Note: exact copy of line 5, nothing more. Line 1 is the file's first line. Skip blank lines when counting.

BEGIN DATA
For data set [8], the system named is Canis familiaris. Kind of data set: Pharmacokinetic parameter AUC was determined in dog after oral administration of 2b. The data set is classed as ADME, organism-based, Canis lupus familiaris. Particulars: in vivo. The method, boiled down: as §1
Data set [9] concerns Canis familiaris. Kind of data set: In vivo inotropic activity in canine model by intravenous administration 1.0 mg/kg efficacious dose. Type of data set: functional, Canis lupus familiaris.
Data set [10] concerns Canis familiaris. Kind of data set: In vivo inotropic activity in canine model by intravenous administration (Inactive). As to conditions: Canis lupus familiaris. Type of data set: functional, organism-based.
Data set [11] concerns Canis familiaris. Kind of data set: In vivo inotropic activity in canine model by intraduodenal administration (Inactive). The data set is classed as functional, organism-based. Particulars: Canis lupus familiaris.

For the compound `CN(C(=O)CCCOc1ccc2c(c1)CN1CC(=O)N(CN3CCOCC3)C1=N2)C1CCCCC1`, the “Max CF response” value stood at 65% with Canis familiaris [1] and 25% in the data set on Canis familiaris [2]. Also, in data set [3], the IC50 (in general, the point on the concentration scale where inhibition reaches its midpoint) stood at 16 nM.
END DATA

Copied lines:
For the compound `CN(C(=O)CCCOc1ccc2c(c1)CN1CC(=O)N(CN3CCOCC3)C1=N2)C1CCCCC1`, the “Max CF response” value stood at 65% with Canis familiaris [1] and 25% in the data set on Canis familiaris [2]. Also, in data set [3], the IC50 (in general, the point on the concentration scale where inhibition reaches its midpoint) stood at 16 nM.